SIGN IN to access Harper’s Magazine
Need to create a login? Want to change your email address or password? Forgot your password?
1. Sign in to Customer Care using your account number or postal address.
2. Select Email/Password Information.
3. Enter your new information and click on Save My Changes.
Subscribers can find additional help here. Not a subscriber? Subscribe today!
As Ken Silverstein notes, Chas Freeman threw in the towel yesterday in the face of increasingly furious criticism that manipulated very few facts other than one which was well-documented: Freeman was and is a critic of the Israeli Government. His withdrawal statement packed quite a wallop:
The libels on me and their easily traceable email trails show conclusively that there is a powerful lobby determined to prevent any view other than its own from being aired, still less to factor in American understanding of trends and events in the Middle East.
Squabbles over non-confirmable government appointments are an inside-the-Beltway staple and perhaps it’s a mistake to make too much out of them. And yet there is something about this one that suggests a much broader battle. Ken pointed yesterday to Max Blumenthal’s look at the leadership of the successful effort to take Freeman down. Blumenthal profiled former AIPAC director Steve Rosen, now up on criminal charges in connection with some collusive dealings with an aide to Doug Feith, who was the effort’s mainstay. And he notes that Rep. Mark Kirk, who led the charge against Freeman in Congress, was the principal beneficiary of AIPAC’s campaign funding largesse.
Andrew Sullivan, who furnished comprehensive coverage of the controversy, makes two timely observations: First, “the MSM has barely covered it as a news story, and the entire debate occurred in the blogosphere.” Clearly true and perhaps a sign of the timidity and growing irrelevance of the print news media. Second, “Obama may bring change in many areas, but there is no possibility of change on the Israel-Palestine question.” I think it may still be too early for that conclusion—moreover, Hillary Clinton’s visit and statements by Senator Mitchell suggest a very significant change in tone. But Andrew is clearly right in noting that the absence of critical voices inside the Obama team will make meaningful change much more difficult. And that was likely the principal objective of those who led the attacks on Freeman.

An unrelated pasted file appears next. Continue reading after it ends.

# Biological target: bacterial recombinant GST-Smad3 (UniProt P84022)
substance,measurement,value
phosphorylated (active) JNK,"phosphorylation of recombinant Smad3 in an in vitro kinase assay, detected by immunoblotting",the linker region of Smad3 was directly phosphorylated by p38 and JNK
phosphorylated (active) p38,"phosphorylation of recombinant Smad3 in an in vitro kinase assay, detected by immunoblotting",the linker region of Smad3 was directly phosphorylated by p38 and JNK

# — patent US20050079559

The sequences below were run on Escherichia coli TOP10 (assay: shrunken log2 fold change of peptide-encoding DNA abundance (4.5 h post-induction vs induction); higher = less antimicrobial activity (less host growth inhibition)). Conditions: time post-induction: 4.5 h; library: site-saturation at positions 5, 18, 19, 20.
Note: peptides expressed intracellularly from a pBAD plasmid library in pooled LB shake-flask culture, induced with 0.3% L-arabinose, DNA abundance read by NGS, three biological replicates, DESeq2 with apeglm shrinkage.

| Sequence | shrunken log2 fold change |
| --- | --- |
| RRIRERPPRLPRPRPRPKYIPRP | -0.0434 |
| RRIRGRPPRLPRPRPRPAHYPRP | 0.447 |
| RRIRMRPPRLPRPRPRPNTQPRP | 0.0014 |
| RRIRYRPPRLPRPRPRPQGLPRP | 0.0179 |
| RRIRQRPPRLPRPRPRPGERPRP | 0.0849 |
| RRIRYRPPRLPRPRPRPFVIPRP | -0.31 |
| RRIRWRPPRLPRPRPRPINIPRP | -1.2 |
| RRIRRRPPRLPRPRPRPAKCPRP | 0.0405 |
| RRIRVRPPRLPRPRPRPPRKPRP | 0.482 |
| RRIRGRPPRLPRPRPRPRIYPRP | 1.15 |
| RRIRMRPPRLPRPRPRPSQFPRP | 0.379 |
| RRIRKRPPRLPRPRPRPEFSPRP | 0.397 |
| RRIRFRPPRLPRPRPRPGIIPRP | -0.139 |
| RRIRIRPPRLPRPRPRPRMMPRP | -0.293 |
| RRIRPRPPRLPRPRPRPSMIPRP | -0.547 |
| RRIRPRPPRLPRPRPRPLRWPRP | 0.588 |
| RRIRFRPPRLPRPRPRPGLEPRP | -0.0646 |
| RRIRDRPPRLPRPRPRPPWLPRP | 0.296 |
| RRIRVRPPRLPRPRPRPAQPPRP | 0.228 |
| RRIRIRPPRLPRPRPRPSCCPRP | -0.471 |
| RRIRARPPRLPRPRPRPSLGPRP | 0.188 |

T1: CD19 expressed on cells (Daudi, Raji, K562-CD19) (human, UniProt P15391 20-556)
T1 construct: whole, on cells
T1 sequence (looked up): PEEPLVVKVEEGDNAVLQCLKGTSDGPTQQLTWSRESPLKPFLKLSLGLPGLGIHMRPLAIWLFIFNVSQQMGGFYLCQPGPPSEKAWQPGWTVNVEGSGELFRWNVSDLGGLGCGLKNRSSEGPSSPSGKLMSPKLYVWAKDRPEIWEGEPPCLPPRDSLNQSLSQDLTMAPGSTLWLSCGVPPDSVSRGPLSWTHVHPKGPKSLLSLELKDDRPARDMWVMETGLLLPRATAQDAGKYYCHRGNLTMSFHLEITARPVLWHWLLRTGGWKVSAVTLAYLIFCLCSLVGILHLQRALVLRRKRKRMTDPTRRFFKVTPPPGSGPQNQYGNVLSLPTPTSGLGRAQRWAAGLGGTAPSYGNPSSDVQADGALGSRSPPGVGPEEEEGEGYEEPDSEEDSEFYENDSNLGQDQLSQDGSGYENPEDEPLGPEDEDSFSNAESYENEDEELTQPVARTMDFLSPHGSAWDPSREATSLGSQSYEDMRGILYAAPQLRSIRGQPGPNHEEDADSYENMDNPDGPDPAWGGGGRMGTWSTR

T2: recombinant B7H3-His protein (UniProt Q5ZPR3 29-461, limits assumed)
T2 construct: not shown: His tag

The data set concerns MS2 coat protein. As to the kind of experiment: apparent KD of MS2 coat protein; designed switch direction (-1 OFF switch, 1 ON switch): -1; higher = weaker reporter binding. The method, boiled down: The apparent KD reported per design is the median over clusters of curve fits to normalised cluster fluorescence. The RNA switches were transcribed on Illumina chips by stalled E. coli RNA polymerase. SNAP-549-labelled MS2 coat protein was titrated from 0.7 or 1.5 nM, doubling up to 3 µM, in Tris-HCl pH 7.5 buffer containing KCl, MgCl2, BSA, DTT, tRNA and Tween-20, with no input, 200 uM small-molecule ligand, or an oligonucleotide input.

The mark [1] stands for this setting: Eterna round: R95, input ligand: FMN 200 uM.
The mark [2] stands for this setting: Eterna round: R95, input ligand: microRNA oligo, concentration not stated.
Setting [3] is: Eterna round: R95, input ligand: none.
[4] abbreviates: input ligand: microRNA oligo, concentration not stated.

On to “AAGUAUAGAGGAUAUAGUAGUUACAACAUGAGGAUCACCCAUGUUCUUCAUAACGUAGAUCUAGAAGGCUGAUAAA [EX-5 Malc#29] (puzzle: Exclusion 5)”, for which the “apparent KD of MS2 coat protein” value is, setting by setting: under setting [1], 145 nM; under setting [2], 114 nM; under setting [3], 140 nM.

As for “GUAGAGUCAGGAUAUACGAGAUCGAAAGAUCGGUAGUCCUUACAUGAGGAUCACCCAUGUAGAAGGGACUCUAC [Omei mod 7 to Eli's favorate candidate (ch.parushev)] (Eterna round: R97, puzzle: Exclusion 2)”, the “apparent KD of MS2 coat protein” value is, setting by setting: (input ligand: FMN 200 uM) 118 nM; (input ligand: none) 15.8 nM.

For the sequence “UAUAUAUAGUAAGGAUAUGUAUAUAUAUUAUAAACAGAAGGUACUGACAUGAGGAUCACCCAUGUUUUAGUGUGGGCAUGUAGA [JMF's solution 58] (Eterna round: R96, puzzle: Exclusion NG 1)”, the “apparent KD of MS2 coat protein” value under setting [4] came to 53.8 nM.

I am intrigued to know what John Mearsheimer and Stephen Walt think about this. The whole affaire Freeman seems to be a demonstration of the thesis they advance about how the Israel lobbies work and their hold on dialogue about Middle East policy within the nation’s foreign policy-making elites. Tracking the development of this matter also allows a student to pinpoint the resources that these lobbies wield both within the media and in political circles. Indeed, the argument against Freeman was so obviously devoid of merit (other than the apparently disqualifying claim that he was a critic of the Israeli Government) that it provides a prime test case.
More from Scott Horton:
Six Questions — October 18, 2014, 8:00 pm
Nathaniel Raymond on CIA interrogation techniques.
Mark Denbeaux on the NCIS cover-up of three “suicides” at Guantánamo Bay Detention Camp
From the June 2014 issue
Acres of hemp grown by “patriotic‚” U.S. farmers in 1942 at the behest of the U.S. government:
A study suggested that the health effects of exposure to nuclear radiation at Chernobyl were no worse than ill health resulting from smoking and normal urban air pollution.
Greenpeace apologized after activists accidentally defaced the site of Peru’s 2,000-year-old Nazca Lines when they unfurled cloth letters reading “time for change” near the ancient sand drawings. “We fully understand,” the group wrote in a statement, “that this looks bad.”
Subscribe to the Weekly Review newsletter. Don’t worry, we won’t sell your email address!
“I hope that after reading the following pages the leaders of the Y. M. C. A. will start a campaign to induce good young men to do nothing. If so, I shall not have lived in vain.”